Unfortunately there aren't many good resources out there for building Hindi vocabulary. I created this set of vocab cards for my own use, but hopefully they could be of use to others as well.... and perhaps to me again as my Hindi vocabulary rapidly deteriorates due to underuse. The cards have a few useful additional features and are designed for use in Anki, a great, free spaced repetition software/app.
Contain 7458 English-Hindi and Hindi-English cards
The key innovation is that most cards (82%) match the vocab words to a Hindi sentence that uses the word in context, as well as an English translation of that sentence. This is helpful in knowing how to properly apply vocabulary and building auxiliary vocabulary. For example, for आपत्ति, it has the example sentence “मेरे सिगरेट पीने पर आपको आपत्ति तो नहीं होगी ?“
Cards are sorted by frequency of use in modern language (using google search results) to avoid initially wasting time on uncommon words
Include gender of nouns and can be sorted by parts of speech, frequency of usage, etc.
They’re probably best suited for someone who has taken at least a year of Hindi classes (or gone through most of Snell's Complete Hindi). The full package contains the R-code that creates them (matching words to sentences, using google search results to order the cards, etc.), including files with a large set of donor English-Hindi sentence pairings.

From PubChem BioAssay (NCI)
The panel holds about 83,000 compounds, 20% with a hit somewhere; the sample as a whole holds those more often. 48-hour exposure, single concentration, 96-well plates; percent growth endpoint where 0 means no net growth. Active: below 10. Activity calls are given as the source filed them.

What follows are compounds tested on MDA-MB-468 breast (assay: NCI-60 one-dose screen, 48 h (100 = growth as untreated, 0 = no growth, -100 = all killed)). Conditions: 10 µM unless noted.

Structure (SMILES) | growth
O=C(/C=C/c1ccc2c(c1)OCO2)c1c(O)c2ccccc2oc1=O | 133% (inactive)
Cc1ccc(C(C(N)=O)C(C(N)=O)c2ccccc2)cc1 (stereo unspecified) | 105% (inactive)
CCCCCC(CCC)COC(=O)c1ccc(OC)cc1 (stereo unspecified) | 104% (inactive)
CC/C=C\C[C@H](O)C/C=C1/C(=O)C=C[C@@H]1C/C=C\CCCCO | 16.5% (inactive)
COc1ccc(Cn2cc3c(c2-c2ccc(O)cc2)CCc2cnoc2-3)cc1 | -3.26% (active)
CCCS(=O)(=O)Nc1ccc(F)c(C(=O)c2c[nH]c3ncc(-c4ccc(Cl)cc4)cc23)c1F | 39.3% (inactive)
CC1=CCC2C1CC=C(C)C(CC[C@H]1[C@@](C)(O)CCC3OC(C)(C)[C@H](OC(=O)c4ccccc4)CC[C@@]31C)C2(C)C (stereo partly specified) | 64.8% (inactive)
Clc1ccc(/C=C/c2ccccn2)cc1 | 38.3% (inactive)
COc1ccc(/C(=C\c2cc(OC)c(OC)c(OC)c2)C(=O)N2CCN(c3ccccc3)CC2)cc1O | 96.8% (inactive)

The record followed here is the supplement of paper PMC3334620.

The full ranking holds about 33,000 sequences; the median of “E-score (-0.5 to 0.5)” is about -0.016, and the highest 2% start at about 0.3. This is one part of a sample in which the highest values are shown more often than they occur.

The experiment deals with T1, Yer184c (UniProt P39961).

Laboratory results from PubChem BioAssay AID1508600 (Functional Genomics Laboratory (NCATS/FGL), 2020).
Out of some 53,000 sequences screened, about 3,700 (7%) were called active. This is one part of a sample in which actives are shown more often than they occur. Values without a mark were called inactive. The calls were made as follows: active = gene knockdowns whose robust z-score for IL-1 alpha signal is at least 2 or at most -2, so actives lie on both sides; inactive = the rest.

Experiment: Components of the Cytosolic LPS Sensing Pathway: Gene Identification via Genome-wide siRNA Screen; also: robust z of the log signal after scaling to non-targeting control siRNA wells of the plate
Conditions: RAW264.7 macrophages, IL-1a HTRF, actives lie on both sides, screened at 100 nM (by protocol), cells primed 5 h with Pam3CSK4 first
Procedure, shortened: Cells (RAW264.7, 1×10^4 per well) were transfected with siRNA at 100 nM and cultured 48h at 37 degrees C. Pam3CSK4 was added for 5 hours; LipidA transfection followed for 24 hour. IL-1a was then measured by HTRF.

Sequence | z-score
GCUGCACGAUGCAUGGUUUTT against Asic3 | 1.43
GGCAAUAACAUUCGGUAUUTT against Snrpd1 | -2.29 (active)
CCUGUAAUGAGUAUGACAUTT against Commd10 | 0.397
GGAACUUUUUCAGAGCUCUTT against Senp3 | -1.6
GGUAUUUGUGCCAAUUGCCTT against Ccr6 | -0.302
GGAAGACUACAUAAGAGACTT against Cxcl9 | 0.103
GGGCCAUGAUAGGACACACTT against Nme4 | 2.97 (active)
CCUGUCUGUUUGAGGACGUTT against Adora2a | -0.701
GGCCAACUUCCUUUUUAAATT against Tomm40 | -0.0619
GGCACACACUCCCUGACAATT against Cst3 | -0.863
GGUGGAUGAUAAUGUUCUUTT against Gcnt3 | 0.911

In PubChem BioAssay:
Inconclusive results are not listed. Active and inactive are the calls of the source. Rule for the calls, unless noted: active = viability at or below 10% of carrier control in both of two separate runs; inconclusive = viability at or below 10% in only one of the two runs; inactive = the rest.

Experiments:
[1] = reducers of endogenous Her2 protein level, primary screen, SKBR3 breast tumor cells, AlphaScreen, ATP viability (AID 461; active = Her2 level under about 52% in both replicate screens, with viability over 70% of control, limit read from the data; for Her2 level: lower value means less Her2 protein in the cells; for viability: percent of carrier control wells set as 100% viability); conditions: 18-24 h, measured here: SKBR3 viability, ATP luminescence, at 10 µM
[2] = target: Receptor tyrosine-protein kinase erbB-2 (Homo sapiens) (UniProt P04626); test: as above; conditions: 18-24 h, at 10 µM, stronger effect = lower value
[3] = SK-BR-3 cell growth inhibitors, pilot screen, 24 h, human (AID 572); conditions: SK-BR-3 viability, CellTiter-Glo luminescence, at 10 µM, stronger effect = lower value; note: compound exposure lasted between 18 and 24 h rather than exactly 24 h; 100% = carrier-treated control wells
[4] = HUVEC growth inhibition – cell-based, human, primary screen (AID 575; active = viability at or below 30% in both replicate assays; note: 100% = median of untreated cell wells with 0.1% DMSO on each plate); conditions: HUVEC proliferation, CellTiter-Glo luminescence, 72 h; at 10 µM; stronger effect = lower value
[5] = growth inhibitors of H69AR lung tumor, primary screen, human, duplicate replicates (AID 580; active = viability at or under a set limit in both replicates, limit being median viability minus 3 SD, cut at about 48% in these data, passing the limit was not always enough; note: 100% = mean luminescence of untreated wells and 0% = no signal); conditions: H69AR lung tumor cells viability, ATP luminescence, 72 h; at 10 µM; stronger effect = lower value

Download Anki Set
Download Text of Cards (.txt file)
Order in the deck is based on google search results, so some words are over/under-represented relative to actual usage. For example, यौन unsurprisingly gets hits disproportionate to its everyday use, so is higher in the deck than it might otherwise be.
There may be some mistakes in matches of words to sentences. That is because most of the matching was done by a program, rather than by a person. Errors usually occur because a word has more than one meaning (e.g. उत्तर , आम )
The program matches words to sentences based on a few factors (sentence length, use of the proper English word in the translation), but sometimes there aren’t any particularly good ones in the database to draw from, so the matched sentence is quite long/formal or the translation is overly colloquial.
The example sentences were taken from Tatoeba and (mostly) UMC002: English-Hindi Parallel Corpus (2010) . The dictionary was assembled from a number of pre-existing Anki decks (links:   ), which in turn come primarily from Rupert Snell’s Complete Hindi Dictionary.